Alec Ross: Maryland Gubernatorial Candidate

How he’d use marijuana tax cash: Ross has said he wants to invest a portion the anticipated $200-300 million a year in tax revenue into “dedicated funding” programs related to reform, including resources to train law enforcement, public education about drug safety, and medical research in drug abuse and mental health issues.

While Alec Ross isn’t currently doing too well in the polls, the Maryland-governor hopeful is the first pick by pro-marijuana advocates. The former Senior Advisor for Innovation to Secretary of State Hillary Clinton lists marijuana legalization as one of his key initiatives and has released a white paper detailing his case for legalization. “Maryland needs a new, bold leader who fights to provide justice for all,” Ross said on Twitter very early in his campaign. “That’s why today I’m pushing us to legalize marijuana because it is the right thing to do. It provides joint benefits — social justice and economic opportunity.”

Liz Watson: Indiana U.S. House of Representatives Candidate

How she’d use marijuana tax cash: Watson supports the legalization of medical marijuana, and has not commented on the legalization of recreational marijuana, the latter which would bring in tax revenue.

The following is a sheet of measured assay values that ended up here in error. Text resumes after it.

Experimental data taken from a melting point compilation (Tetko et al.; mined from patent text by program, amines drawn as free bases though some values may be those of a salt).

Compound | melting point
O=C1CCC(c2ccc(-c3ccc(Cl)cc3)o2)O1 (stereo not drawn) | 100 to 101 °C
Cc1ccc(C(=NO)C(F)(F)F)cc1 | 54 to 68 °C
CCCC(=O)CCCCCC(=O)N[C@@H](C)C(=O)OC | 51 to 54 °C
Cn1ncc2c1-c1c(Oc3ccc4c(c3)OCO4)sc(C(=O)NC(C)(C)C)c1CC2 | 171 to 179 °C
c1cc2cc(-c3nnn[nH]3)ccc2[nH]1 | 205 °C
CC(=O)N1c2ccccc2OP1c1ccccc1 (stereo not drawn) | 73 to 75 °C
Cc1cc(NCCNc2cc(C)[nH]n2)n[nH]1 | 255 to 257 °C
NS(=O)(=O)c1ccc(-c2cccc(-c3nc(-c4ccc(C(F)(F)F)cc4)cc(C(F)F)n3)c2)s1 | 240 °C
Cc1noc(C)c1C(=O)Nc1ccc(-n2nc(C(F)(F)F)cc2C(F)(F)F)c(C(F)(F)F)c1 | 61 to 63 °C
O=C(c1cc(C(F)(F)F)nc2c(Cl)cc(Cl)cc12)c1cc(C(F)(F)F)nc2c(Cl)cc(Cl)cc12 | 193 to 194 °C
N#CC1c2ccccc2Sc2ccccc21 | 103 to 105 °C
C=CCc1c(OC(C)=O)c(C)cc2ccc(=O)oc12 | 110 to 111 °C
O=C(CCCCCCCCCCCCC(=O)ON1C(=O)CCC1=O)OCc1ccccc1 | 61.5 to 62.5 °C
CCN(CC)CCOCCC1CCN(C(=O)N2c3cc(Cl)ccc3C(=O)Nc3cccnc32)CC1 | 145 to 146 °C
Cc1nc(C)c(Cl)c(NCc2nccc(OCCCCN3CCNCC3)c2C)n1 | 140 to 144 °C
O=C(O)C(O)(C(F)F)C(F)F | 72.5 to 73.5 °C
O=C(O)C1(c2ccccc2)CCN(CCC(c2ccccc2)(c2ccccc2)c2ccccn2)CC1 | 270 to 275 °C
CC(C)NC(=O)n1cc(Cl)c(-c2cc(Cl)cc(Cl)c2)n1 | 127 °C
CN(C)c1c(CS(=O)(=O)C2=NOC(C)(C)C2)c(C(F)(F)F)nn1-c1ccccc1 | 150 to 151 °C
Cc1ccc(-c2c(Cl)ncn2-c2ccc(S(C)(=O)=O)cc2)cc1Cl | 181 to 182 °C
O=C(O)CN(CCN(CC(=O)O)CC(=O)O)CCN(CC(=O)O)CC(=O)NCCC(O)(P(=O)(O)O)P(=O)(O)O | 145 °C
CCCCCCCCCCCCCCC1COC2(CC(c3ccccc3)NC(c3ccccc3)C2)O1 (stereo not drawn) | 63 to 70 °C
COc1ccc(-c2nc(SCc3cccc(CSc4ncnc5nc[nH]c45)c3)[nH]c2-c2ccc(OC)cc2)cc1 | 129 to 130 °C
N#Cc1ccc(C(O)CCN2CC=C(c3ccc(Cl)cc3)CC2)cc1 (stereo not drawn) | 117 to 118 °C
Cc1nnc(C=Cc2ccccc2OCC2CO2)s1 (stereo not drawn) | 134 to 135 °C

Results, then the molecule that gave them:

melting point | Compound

On May 8, voters in Indiana’s 9th Congressional District will get to decide whether Democratic candidate Liz Watson will be able to compete in the general election in November. While the primarily red state has taken small steps in legalizing medical marijuana, the drug still far from mainstream endorsement. Watson, however, advocates for the legalization of medical marijuana as part of her campaign, arguing that science supports its usage for sick patients.

“We do not need the federal government restricting study into the medical uses of marijuana, Watson told Politico in February. “Federal law currently categorizes marijuana as a Schedule 1 narcotic, along with heroin, while oxycodone is Schedule 2. That makes no sense.”

Andrew Gillum: Florida Gubernatorial Candidate

How he’d use marijuana tax cash: On Twitter, Gillum expressed that he would use marijuana tax revenue to invest in Florida’s public schools.

The current mayor of Tallahassee Andrew Gillum is, as of now, the only Floridian gubernatorial candidate to advocate for the full legalization of marijuana and the only candidate to criticize U.S. Attorney General Jeff Session’s decision to rescind the Obama-era memos that prohibited federal prosecution of marijuana-friendly state laws.

“Legalize it. Tax it,” he commented on Twitter in January. “Use the revenue to fix Florida’s public schools and move us up from 29th in the nation to #1.”

Gillum argues that responsible legalization can bring needed tax revenue to the “Sunshine State” and calls for its decriminalization. “While people of every walk of life smoke marijuana, the criminal penalties for doing so are far less equal,” Gillum argued in January. “He has made his goal crystal clear: put more young people and people of color behind bars.”

Voters will get to decide whether they agree with Gillum when the gubernatorial primary elections happens on August 28.